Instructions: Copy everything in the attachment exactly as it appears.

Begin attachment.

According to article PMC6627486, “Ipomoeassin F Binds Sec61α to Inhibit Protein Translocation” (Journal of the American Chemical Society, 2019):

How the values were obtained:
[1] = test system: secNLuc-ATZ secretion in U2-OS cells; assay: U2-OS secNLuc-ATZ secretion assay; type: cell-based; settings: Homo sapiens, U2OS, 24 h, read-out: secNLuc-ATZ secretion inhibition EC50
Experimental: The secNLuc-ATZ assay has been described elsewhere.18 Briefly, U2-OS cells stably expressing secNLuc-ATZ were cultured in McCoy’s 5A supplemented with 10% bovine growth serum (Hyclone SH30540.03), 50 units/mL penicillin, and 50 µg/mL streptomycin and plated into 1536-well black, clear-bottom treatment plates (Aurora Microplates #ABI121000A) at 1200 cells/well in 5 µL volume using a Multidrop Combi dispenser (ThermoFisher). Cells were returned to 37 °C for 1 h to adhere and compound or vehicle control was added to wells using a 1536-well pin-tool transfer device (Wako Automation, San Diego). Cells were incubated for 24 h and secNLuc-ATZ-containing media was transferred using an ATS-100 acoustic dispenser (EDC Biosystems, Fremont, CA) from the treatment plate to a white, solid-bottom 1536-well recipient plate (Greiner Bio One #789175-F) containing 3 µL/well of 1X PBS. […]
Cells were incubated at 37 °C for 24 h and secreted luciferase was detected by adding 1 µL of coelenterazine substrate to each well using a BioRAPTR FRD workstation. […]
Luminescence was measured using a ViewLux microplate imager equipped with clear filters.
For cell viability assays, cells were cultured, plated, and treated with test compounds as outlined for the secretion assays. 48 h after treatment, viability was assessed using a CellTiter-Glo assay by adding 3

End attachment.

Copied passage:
According to article PMC6627486, “Ipomoeassin F Binds Sec61α to Inhibit Protein Translocation” (Journal of the American Chemical Society, 2019):

How the values were obtained:
[1] = test system: secNLuc-ATZ secretion in U2-OS cells; assay: U2-OS secNLuc-ATZ secretion assay; type: cell-based; settings: Homo sapiens, U2OS, 24 h, read-out: secNLuc-ATZ secretion inhibition EC50
Experimental: The secNLuc-ATZ assay has been described elsewhere.18 Briefly, U2-OS cells stably expressing secNLuc-ATZ were cultured in McCoy’s 5A supplemented with 10% bovine growth serum (Hyclone SH30540.03), 50 units/mL penicillin, and 50 µg/mL streptomycin and plated into 1536-well black, clear-bottom treatment plates (Aurora Microplates #ABI121000A) at 1200 cells/well in 5 µL volume using a Multidrop Combi dispenser (ThermoFisher). Cells were returned to 37 °C for 1 h to adhere and compound or vehicle control was added to wells using a 1536-well pin-tool transfer device (Wako Automation, San Diego). Cells were incubated for 24 h and secNLuc-ATZ-containing media was transferred using an ATS-100 acoustic dispenser (EDC Biosystems, Fremont, CA) from the treatment plate to a white, solid-bottom 1536-well recipient plate (Greiner Bio One #789175-F) containing 3 µL/well of 1X PBS. […]
Cells were incubated at 37 °C for 24 h and secreted luciferase was detected by adding 1 µL of coelenterazine substrate to each well using a BioRAPTR FRD workstation. […]
Luminescence was measured using a ViewLux microplate imager equipped with clear filters.
For cell viability assays, cells were cultured, plated, and treated with test compounds as outlined for the secretion assays. 48 h after treatment, viability was assessed using a CellTiter-Glo assay by adding 3